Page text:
The ammonia spill that hit a West Baltimore neighborhood Thursday night was legitimate, but rumors - not noxious fumes - touched off the panic that engulfed an elementary school hours later, fire officials said.
The Thursday night spill occurred when workers at a shuttered ice-making factory accidentally ruptured a tube containing ammonia gas. Scores of residents were evacuated from homes, and there were complications for commuters yesterday morning because of the incident.
One person was hospitalized as fire crews worked overnight to clean up the scene, before allowing residents to return to their homes. Yet the fears of ammonia in the air did not dissipate so easily.
A mile away, at 9 a.m. yesterday, firefighters and paramedics rushed to Frederick Elementary School after receiving a report of dozens of students sickened by ammonia. Parents swarmed to the building and pulled their children from school.
Four teachers were taken out of the school on stretchers. Firefighters and city and state hazardous-materials teams patrolled the hallways and grounds with sophisticated air-quality sensors that could detect hazardous chemicals.
Some parents outside the school expressed fears that an ammonia cloud from the earlier incident at the one-time Baltimore American Ice Co. in the 2100 block of W. Franklin St., had floated from West Baltimore to Southwest Baltimore. Residents of the 500 block of Pulaski St. had to leave their homes, and some spent the night at a shelter.
"The teacher called, and I thought she said 'pneumonia.' Then a neighbor called and said 'a-mmonia," said Kim Wolfe, who went to the school to pick up her daughter. "I knew there was an outbreak last night on Pulaski Street. ... I didn't think it would come up here. I didn't smell anything."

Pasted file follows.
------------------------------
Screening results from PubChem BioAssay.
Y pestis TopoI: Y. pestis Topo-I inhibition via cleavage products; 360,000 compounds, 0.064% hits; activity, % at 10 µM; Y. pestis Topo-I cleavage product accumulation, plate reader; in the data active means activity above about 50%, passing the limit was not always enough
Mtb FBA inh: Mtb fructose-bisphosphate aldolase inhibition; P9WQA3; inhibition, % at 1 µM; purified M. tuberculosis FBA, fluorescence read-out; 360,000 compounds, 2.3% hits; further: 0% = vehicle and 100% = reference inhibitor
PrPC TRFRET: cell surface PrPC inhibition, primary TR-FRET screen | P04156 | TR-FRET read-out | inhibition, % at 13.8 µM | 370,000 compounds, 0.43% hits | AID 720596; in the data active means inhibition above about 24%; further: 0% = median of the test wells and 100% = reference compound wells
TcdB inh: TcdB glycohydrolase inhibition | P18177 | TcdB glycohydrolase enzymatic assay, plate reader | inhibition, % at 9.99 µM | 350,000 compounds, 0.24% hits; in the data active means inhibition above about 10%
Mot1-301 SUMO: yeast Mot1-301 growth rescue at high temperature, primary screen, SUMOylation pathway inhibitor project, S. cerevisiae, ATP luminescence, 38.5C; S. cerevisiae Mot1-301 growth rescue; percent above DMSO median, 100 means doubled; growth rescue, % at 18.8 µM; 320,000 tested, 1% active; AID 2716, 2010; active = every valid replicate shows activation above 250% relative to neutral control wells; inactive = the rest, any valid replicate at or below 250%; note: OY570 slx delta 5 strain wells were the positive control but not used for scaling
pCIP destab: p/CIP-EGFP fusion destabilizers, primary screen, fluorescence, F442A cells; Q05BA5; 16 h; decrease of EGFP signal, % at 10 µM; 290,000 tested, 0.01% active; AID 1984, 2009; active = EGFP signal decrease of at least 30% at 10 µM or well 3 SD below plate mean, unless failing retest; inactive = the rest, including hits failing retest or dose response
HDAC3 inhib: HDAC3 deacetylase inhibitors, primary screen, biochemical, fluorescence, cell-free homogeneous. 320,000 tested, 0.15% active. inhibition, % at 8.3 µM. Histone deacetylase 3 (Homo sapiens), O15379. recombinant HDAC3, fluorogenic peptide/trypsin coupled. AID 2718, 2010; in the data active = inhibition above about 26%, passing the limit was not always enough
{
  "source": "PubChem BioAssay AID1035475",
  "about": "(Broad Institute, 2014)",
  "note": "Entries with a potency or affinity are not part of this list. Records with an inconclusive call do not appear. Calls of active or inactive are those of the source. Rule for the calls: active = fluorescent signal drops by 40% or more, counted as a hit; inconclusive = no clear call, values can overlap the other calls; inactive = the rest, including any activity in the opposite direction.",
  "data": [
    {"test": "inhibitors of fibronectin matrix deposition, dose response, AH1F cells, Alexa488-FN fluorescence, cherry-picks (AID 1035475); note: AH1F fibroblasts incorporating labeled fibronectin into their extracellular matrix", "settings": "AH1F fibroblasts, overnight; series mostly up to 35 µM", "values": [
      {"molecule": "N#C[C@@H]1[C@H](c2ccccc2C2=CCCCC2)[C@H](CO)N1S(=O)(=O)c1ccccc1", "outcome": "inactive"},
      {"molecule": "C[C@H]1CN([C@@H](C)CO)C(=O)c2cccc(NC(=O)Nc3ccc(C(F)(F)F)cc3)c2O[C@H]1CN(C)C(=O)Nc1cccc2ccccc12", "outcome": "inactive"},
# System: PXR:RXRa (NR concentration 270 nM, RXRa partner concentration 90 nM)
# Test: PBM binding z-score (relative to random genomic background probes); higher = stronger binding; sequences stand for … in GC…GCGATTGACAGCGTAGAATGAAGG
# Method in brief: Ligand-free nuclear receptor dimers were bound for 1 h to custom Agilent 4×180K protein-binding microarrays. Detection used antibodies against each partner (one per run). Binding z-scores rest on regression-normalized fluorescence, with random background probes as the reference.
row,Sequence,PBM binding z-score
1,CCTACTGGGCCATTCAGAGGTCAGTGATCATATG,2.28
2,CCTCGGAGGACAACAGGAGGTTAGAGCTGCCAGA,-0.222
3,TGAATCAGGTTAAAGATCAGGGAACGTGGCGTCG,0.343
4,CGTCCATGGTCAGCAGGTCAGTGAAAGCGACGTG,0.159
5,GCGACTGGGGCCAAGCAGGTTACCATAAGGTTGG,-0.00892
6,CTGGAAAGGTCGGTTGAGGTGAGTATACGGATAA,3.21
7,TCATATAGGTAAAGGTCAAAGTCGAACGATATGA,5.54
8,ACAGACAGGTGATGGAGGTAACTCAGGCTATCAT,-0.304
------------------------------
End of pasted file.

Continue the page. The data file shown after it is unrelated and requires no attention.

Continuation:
Neither did emergency crews that responded to the scene. After about an hour of investigation, fire officials walked out of the school building on Frederick Road and declared it safe.
Chief Kevin Cartwright, a city Fire Department spokesman, said emergency crews found no evidence of ammonia or any other toxic substances. And rumors of an ammonia cloud drifting over from the West Baltimore spill were just that - rumors, city emergency management officials said.
"It is an unknown phenomenon, I guess," Cartwright said.
Emergency responders treated the call seriously - it was dispatched as a "mass-casualty incident" - because it came from the school, he said.
No students were injured; two reported pre-existing stomachaches. The teachers who were taken out on stretchers experienced other conditions - such as hypertension, nausea, headaches and allergies - that officials said were likely stress-related.
By midmorning, however, 131 of the school's 310 students had been taken home by their parents, fire officials said. Parents were allowed to take their children from school, but a top school official at the scene said the school would remain open.
"Parents can take their kids at any time, but the school remains open," said J. Keith Scroggins, chief operating officer for the Baltimore school system.
Scroggins chalked up the incident to a moment of "hysteria" that school and emergency management officials nonetheless treated seriously.
But two schools in the area of the earlier incident in West Baltimore were closed. Students were turned away from Bentalou and Lockerman Bundy elementary schools after the buildings were ordered shuttered for the day as a precaution.
Maryland Rail Commuter train service at the West Baltimore station was not available for the morning, but resumed shortly after noon yesterday, said the Maryland Transit Administration.